It’s been a busy year for us in the Digital team. More of the projects in the Skills for Life plan are starting to get up and running, and we’ve been planning in Digital supporting them with a clear, volunteer-focused direction.
As we head into the Christmas break, we thought we would produce a short roundup of what we’ve achieved this year and what’s on the cards for next year.
Like the rest of the Digital team, I’d like to express my thanks to everyone who showed an interest in the Digital Day, and especially to those who attended the event.
Digital Day workshops
Together with Malcolm McKee and David Kitchen, both District Commissioners and members of the Digital Advisory Group, we ran several workshops at the Digital Day focusing on ‘Tackling Technology Together’. We thought about the three main themes of the Digital Strategy but quickly decided to focus on ‘Getting the Basics Right’, since there’s so much to talk about on that theme alone.
Both workshops featured robust, passionate discussions, which I think we all enjoyed! We weren’t just there for fun, though, we wanted to come out with some concrete proposals from attendees on two questions: what should we fix first? and how can we work together?
What should we fix first?
We asked participants what they considered to be the most pressing problems in Scouts technology and to rank them by priority. After considerable debate, the results that emerged were:
We’ve had to keep it secret for weeks, but with today’s announcement of our partnership with the Raspberry Pi Foundation, we are happy to share their contribution to Digital Day. If you are not already familiar, the Raspberry Pi Foundation is a charity dedicated to teaching computer science skills to young people. They are best known for the small and affordable Raspberry Pi computer. This basic and customisable PC is the best selling British computer ever. They also host seminars and workshops across the world to teach people of all ages about computer science.
They were a big part of Digital Day where we announced our partnership with them on the Digital Maker Staged Activity Badge and they led workshops about teaching digital skills. The Scouts are working with Raspberry Pi on several projects, from those workshops at our Digital Day to the full redevelopment of our Digital Maker Staged Activity Badge. The new badge requirements move away from computer science to using digital skills to solve problems, build resilience, help their communities and express themselves. The partnership is bringing a whole new set of activity resources that leaders can use with their group as well as innovative ‘How-to’ videos. The design of the badge has also been updated to reflect the essence of the partnership. Much more is to come as the Scouts and Raspberry Pi are working to ensure the badge is accessible to all members. Talks about training leaders and development of kits are happening, so stay tuned!
Below Olympia Brown, Senior Programme Manager for Youth Partnerships at Raspberry Pi, talks with us about our partnership, the Digital Day, and Scouting.
From next Tuesday, 15 May, Scouts.org.uk will have a new homepage. We felt that Scouting needed a new homepage now, for a number of reasons.
The previous homepage was not meeting needs of members or potential members (see below for further details on this)
The new homepage allows us to get a better understanding of how people use it, and to test ideas in order to make improvements – you will see changes straight away. We will even take a few risks to try new things.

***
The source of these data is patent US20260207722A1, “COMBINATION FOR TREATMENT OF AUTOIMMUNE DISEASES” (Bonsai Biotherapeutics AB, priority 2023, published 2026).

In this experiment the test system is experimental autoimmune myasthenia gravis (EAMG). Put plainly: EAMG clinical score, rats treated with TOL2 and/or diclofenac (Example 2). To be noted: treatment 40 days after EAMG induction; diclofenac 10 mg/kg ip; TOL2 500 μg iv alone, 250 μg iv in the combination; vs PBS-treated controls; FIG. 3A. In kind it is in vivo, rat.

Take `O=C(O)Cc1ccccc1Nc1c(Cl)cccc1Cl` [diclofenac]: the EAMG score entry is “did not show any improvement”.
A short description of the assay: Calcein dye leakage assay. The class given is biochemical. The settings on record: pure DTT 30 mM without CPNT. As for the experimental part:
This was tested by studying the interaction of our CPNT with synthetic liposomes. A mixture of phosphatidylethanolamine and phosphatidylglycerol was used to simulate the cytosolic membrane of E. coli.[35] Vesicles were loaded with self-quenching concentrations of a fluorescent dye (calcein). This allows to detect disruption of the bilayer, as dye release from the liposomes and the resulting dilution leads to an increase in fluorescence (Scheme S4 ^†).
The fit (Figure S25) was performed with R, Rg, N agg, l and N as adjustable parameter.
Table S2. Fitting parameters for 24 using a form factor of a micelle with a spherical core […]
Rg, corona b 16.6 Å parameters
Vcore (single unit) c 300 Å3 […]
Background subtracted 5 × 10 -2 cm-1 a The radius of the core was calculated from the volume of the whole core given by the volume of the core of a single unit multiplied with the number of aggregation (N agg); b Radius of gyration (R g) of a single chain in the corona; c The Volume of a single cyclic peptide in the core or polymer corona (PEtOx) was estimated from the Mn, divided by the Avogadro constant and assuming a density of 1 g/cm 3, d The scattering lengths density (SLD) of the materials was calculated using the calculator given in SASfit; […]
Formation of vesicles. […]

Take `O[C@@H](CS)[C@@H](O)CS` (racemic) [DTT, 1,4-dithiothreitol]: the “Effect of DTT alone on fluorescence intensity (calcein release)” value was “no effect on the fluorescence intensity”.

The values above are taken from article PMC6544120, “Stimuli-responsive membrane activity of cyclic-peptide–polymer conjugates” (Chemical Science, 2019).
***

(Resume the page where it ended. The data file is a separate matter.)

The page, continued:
On our new homepage, we will start putting our research into use (further details on this below).
We want to celebrate the new brand with a fresh, updated homepage that better reflects where Scouting is now.
In order for us all to build the right digital products, we must first make sure we understand current Scout volunteering by conducting research. This post is about how we are using research to build based on your needs, how members were involved in what we have done so far, and how you can be involved yourself in the future. I first presented this at Digital Day, so if you are interested in what happened, or if you want to see and share what you saw that day, you will find that here. Continue reading →
In my first blog post I mentioned that we had begun planning a Digital Day, and I now can share more information, including how you can attend.
Purpose of the day
We want to share with you our digital plans for the next few years, and get your feedback. We will share our digital strategy and roadmap, what we’ve been doing and our priorities, as well as getting you involved in what we do and how we work.
The day will be a mixture of presentations and workshops, intended to get you involved and contributing to our plans!
Hi, and welcome to The Scout Association’s Digital Blog. We, the Digital Team, created this blog to keep you informed and involved in all the digital things that are happening across Scouting. We hope that you find the content on here useful, interesting, and, even, fun. To kick off the blog, I’ll fill you in on what’s been happening over the last few months – this first post *is* a little long, but in future, we’ll keep them shorter. Please do sign up to follow our posts.
Back in June, I joined The Scout Association from Transport for London with an outsider’s understanding of the Movement (and its many complexities). My first few months have been busy. To better understand how Scouting works now, I’ve been meeting and listening to people. What I’ve found are truly passionate people who love Scouting, have deep knowledge and understanding of how to conduct Scouting, and are proud of the benefits that it brings to young people.
At the same time, I have been gathering information on our systems and technology. I have been surprised by the complex set of practices and processes for how we operate, and an even more complex technology estate that underpins this.